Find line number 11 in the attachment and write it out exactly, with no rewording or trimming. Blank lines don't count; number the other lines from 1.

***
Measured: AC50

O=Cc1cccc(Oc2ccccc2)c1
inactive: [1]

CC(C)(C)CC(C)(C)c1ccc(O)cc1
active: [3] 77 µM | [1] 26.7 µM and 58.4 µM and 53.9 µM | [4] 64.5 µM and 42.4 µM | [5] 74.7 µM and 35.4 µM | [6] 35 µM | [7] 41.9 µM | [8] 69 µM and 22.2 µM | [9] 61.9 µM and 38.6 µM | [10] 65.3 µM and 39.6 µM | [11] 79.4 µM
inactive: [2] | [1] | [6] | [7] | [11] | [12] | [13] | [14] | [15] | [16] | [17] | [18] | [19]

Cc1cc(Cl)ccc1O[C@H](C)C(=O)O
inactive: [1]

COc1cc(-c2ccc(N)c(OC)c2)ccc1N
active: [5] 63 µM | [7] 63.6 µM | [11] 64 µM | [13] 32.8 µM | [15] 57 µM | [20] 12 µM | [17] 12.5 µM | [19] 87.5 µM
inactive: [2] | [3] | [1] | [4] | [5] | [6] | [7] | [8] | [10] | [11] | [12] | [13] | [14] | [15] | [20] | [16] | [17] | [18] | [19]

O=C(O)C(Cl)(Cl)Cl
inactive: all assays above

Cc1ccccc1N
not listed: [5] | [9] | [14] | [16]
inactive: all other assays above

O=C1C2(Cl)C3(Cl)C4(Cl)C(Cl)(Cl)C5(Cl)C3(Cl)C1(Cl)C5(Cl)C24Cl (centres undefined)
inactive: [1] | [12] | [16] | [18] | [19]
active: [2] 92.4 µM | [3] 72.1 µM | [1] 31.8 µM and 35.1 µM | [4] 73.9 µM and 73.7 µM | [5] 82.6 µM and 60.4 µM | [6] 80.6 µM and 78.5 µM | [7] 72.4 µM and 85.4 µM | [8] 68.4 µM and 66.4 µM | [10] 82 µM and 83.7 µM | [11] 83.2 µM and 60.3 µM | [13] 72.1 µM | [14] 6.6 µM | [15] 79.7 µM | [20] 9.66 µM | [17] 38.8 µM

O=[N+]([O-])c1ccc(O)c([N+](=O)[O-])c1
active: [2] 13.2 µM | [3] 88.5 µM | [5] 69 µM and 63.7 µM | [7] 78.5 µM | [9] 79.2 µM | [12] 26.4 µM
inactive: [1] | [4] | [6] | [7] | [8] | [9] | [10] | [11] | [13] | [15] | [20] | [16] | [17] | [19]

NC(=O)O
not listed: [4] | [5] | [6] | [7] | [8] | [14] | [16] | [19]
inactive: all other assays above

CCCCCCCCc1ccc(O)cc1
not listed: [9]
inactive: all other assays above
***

inactive: [2] | [3] | [1] | [4] | [5] | [6] | [7] | [8] | [10] | [11] | [12] | [13] | [14] | [15] | [20] | [16] | [17] | [18] | [19]